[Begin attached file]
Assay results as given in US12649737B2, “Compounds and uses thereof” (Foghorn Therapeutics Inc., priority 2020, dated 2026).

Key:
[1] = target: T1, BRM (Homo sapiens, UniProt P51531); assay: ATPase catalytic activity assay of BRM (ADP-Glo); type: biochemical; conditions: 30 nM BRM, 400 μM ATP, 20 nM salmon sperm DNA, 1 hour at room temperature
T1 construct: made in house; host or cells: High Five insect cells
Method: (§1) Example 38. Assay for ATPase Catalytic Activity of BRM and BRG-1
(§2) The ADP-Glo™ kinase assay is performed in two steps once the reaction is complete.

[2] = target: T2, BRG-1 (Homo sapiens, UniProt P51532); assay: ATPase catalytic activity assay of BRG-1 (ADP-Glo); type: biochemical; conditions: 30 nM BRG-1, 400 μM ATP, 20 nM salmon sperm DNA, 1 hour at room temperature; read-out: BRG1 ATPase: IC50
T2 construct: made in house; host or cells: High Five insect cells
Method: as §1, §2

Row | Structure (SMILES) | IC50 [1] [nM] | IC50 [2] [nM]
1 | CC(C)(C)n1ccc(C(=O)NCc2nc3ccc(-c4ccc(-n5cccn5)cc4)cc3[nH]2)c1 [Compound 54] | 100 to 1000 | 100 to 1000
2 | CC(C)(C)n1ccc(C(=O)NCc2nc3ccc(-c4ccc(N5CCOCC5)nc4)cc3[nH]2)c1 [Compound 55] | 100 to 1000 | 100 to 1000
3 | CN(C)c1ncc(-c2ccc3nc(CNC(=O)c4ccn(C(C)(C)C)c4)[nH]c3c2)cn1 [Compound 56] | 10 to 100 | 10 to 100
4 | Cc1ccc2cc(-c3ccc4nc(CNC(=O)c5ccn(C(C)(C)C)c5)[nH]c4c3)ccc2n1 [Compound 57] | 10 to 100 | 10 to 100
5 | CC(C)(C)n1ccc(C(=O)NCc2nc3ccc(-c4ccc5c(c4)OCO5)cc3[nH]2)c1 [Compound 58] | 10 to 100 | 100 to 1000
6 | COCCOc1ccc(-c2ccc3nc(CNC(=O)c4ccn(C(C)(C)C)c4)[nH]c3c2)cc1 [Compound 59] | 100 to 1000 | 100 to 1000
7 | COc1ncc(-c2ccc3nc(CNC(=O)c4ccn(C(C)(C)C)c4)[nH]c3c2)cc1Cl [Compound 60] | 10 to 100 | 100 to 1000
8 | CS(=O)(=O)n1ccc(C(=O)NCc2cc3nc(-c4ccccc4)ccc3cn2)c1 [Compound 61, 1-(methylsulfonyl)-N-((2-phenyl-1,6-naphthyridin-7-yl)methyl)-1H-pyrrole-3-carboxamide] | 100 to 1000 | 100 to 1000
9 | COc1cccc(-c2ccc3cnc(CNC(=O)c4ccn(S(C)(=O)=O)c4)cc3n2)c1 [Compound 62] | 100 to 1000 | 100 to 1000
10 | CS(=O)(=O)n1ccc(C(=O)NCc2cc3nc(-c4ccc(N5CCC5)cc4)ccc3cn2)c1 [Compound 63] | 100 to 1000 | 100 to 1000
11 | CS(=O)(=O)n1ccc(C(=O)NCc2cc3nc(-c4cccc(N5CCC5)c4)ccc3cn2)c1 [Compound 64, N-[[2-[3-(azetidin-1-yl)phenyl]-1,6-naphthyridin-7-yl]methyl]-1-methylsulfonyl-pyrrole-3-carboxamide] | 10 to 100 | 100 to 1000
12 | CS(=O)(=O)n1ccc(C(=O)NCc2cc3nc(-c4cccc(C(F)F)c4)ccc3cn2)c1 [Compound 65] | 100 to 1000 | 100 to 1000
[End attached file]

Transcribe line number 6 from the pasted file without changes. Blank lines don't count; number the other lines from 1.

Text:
(§2) The ADP-Glo™ kinase assay is performed in two steps once the reaction is complete.